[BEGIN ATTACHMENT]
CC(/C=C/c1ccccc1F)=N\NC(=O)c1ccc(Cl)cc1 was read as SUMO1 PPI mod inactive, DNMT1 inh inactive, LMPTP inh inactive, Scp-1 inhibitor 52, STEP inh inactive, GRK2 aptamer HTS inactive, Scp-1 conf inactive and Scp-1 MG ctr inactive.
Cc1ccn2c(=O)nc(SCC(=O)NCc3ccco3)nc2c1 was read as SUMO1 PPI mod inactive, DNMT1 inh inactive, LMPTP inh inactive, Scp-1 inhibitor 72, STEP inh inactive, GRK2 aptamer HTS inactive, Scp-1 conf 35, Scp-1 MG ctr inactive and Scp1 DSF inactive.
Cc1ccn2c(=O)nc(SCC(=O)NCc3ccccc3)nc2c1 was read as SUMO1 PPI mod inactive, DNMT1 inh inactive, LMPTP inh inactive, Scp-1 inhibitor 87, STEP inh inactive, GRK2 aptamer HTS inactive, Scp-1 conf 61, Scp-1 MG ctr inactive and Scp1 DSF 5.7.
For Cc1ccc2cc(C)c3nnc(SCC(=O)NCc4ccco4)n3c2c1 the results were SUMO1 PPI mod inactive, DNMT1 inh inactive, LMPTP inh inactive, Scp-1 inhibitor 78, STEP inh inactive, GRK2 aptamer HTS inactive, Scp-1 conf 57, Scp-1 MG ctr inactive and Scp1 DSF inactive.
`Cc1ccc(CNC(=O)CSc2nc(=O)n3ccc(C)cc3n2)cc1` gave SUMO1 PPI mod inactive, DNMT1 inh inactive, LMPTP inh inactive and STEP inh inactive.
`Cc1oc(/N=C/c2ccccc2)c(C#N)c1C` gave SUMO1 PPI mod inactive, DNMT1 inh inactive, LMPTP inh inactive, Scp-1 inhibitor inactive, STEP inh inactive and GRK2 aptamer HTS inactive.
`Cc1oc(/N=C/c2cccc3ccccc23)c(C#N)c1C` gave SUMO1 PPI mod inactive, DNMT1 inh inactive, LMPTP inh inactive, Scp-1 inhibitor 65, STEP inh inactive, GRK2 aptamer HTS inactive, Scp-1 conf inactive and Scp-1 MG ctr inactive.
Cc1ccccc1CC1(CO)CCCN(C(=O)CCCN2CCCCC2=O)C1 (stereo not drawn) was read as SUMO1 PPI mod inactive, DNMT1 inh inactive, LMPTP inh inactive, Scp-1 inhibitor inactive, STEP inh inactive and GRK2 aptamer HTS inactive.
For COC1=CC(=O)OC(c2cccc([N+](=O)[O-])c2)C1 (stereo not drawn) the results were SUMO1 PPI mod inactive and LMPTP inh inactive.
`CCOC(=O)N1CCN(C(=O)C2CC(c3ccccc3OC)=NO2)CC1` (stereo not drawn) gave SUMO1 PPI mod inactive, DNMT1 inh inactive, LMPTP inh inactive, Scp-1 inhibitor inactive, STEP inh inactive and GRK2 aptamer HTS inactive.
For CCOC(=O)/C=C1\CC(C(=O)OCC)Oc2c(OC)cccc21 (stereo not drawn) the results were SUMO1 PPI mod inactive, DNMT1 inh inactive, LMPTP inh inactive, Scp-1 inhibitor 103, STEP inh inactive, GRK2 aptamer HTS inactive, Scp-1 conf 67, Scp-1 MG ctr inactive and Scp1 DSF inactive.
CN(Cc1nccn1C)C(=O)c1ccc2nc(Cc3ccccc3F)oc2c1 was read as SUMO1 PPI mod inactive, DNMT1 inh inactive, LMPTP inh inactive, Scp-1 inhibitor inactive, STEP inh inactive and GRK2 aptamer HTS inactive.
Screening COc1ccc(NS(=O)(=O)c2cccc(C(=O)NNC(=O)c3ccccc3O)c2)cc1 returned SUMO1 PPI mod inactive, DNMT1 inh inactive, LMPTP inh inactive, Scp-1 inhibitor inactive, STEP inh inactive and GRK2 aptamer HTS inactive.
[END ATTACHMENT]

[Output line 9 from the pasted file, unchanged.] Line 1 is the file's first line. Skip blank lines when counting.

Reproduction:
For COC1=CC(=O)OC(c2cccc([N+](=O)[O-])c2)C1 (stereo not drawn) the results were SUMO1 PPI mod inactive and LMPTP inh inactive.